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Employer branding is an important area for many HR functions, but the lack of knowledge and time means that it is often deprioritized. A survey conducted by a magazine shows that two-fifths of the respondents think that the work with employer branding is “superficial” and “fuzzy”. At the same time, the labor market today is more flexible than ever. Actively working with employer branding is thus an increasingly important strategy to reach out to talent.
First, the concepts:
Employer Brand: Your employer brand and therefore part of your brand
Employer Value Proposition (EVP): Your overall offer, e.g. X and Y, which make you an attractive employer
Employer Branding: How you communicate your employer brand
Recruitment Marketing: How you market your employer brand digitally
The breadth of the HR role is complex
Being HR is not easy. Firstly, you are responsible for recruitment, onboarding, management support, employment law issues, the annual salary audit, and much more. In addition, you are also expected to take initiatives and run activities that strengthen the organization’s positioning in the labor market. Varied and fun work – but also difficult because there are several areas of responsibility with different focuses. A common mistake is to see employer branding as a project with a clear start and end. You need to work continuously, which takes time and requires a methodical way of working where you collaborate with both colleagues and external partners. To get started, you need to start at the right end: from within. The most important thing in successful employer branding is therefore that it comes from the heart of the organization – from you who work there every day. It must exude passion, be genuine, and come across as authentic. Thereafter, it will be much easier to communicate outwards in an inspiring way that attracts good candidates! So being HR is not only about wearing many hats – but it’s also about being the organization’s ambassador in everything you do.
We list our best tips on how to get started:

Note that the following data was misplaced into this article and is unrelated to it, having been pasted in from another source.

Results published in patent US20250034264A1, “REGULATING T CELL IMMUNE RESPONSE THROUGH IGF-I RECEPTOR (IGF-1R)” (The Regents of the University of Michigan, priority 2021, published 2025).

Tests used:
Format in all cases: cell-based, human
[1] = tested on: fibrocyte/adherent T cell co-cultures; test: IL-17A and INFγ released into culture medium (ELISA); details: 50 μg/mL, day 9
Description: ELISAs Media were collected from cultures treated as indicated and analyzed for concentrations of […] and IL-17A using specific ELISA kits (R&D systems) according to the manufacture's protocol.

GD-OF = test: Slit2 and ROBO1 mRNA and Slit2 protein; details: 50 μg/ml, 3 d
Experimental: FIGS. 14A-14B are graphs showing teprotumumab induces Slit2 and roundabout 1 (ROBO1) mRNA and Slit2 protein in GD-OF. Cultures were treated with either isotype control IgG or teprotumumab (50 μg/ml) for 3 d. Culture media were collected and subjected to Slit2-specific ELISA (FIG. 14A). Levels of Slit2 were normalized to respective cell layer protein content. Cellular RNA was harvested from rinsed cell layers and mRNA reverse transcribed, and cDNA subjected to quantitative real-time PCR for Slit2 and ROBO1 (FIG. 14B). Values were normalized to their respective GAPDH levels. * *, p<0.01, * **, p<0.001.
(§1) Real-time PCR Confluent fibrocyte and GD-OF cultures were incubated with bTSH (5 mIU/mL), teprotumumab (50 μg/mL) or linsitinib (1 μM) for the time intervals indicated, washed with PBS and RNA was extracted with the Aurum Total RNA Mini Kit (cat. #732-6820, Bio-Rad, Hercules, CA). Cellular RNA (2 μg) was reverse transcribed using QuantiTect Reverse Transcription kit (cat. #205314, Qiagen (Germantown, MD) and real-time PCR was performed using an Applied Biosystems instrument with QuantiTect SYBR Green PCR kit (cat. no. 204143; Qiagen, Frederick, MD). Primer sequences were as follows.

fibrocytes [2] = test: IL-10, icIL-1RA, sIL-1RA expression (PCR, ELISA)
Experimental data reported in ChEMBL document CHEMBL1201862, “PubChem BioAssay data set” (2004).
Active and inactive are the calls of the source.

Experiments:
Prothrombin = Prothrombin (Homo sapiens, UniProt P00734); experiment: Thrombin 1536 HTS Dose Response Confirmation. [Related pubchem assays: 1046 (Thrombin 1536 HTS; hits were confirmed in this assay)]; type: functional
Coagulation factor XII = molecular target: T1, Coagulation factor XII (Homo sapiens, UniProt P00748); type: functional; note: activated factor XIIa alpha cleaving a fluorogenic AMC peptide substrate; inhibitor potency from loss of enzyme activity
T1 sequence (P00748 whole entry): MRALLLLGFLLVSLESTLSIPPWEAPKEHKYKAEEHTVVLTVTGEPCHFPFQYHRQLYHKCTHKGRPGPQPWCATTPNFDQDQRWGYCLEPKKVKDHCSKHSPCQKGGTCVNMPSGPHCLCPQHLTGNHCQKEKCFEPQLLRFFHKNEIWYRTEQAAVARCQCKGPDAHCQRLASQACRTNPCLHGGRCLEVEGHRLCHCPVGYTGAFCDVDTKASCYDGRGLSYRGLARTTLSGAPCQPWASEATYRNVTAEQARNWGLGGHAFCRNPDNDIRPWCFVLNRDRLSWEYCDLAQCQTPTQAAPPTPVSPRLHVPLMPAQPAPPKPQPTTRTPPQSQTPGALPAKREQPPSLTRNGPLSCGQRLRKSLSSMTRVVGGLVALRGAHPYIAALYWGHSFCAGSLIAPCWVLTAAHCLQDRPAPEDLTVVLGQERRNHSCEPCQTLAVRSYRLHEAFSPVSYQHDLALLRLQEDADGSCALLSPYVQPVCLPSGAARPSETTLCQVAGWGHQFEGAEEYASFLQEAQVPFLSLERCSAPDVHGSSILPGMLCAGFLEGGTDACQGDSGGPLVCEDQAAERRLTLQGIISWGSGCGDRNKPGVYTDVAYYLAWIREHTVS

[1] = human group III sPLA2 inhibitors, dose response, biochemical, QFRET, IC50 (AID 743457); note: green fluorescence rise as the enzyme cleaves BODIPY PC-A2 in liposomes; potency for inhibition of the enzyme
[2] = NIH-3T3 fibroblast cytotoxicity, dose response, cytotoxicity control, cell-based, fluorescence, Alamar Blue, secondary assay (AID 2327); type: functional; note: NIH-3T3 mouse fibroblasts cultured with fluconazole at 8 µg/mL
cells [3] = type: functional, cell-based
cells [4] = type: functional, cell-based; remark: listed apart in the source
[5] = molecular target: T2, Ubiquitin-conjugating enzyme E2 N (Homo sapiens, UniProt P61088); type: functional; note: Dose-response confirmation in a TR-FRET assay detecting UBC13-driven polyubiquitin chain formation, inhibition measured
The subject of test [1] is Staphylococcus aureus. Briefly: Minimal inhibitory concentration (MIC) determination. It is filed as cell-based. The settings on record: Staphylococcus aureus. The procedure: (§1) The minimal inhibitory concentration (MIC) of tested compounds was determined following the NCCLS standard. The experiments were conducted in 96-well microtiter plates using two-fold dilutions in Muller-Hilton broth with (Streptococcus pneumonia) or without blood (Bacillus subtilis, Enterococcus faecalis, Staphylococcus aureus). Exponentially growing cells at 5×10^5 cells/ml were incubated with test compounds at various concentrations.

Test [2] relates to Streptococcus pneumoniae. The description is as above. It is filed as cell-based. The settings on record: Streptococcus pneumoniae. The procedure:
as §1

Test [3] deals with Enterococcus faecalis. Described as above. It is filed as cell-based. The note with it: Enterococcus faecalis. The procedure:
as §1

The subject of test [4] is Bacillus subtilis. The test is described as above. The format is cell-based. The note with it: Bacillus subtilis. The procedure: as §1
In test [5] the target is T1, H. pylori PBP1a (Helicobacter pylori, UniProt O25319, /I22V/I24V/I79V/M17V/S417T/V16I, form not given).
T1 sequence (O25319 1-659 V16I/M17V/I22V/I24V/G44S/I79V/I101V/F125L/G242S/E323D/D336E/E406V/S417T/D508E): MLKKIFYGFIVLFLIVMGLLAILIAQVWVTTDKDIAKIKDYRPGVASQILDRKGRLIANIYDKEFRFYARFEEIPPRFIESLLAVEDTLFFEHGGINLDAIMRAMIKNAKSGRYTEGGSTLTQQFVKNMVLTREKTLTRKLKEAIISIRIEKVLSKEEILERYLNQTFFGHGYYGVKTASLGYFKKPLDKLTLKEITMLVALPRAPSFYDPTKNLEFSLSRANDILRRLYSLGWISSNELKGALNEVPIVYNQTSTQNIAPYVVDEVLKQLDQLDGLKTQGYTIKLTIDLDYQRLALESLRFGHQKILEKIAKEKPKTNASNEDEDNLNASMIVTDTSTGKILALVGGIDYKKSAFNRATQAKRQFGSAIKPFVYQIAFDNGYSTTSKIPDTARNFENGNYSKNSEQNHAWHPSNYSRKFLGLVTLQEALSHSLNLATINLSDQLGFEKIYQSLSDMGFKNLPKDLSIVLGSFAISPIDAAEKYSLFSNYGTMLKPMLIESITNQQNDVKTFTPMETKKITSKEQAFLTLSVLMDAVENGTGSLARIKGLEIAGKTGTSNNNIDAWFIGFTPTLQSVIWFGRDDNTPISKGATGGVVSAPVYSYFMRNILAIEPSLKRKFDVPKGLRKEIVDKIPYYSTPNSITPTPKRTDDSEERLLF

1. Examine your employer’s brand
As an employer, it’s important to be aware of how you’re perceived in the market. Do your employees, managers, and prospective candidates feel that your brand is reflected accurately? What is good about your employer brand, and what does it stand for? It’s important to get feedback from different sources in order to get a well-rounded idea of how you’re perceived. In-depth interviews and surveys can help to reveal your USPs in different categories, such as values and vision, organization and leadership development opportunities, diversity and equality, and written and unwritten rules. With this feedback, you can work on improving your employer’s brand so that it more accurately reflects what your company has to offer. By taking the time to examine your employer’s brand, you can make sure that you’re attracting the best talent out there.
2. Formulate your Employer Value Proposition (EVP)
A strong Employer Value Proposition is the foundation of a successful employer brand. It’s what sets your organization apart from the competition and articulates what it’s like to work with you. Based on data collected from employees, managers, and intended candidates, you can formulate a “promise” – your EVP. This promise should be the core of your employer’s brand and defines your strategic direction. It’s important to remember that your EVP is not just about attracting top talent – it’s also about retention. Keep your EVP at the forefront of everything you do as an organization, from recruiting to onboarding to performance reviews, and you’ll see tangible results in the form of an engaged, high-performing workforce.
3. Develop an employer branding strategy
When you have formulated and packaged your EVP, you set up an employer branding strategy for how, when, and where you will achieve your goals. Ask your target audiences again to understand:
Where are our candidates? Is it on LinkedIn, on AMS, or on social media?
What type of content are candidates attracted to? Is it animated employee videos, blogs, or something else?
Which metrics should we focus on to strengthen our employer brand? An example of a goal is to increase traffic and the number of new contacts to a certain target group by X% during a quarter.
4. Recruitment marketing efforts
Candidates don’t fall in on their own. You need to market yourself to the intended target groups through recruitment marketing campaigns. You have formulated an EVP and found out what the candidates are and what they are attracted to. Now it’s time to:
– Choose your target groups and start with those you have the greatest need to recruit
– Nail down the budget, set goals, and choose channels
– Create content relevant to the target group
– Publish, follow up and draw conclusions for the next campaign
Working with employer branding is an investment that pays off. By methodically pushing through several activities that strengthen your employer’s brand, you can attract and engage both cool and warm candidates. It takes time and is an ongoing process but it’s worth it.
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